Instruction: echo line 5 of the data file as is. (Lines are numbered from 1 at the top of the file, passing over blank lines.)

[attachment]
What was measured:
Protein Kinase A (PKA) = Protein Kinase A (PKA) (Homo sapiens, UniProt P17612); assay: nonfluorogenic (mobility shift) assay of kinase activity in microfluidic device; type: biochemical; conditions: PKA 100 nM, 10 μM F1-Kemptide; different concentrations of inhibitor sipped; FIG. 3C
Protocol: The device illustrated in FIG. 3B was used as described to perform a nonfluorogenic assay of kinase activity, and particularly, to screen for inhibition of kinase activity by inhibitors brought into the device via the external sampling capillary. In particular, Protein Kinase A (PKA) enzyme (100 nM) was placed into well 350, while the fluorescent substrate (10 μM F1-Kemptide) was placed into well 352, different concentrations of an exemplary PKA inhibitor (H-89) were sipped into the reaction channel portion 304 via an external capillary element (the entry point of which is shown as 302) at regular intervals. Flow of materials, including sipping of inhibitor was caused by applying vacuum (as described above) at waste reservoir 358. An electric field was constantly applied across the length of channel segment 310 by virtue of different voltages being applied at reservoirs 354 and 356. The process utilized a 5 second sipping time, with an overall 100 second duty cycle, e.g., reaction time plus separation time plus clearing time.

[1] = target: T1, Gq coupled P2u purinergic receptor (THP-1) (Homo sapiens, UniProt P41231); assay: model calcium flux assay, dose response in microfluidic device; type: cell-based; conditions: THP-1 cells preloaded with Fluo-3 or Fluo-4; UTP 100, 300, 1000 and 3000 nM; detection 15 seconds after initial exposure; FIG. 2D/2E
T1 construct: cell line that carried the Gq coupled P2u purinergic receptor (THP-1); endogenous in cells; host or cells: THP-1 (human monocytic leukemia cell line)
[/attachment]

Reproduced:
T1 construct: cell line that carried the Gq coupled P2u purinergic receptor (THP-1); endogenous in cells; host or cells: THP-1 (human monocytic leukemia cell line)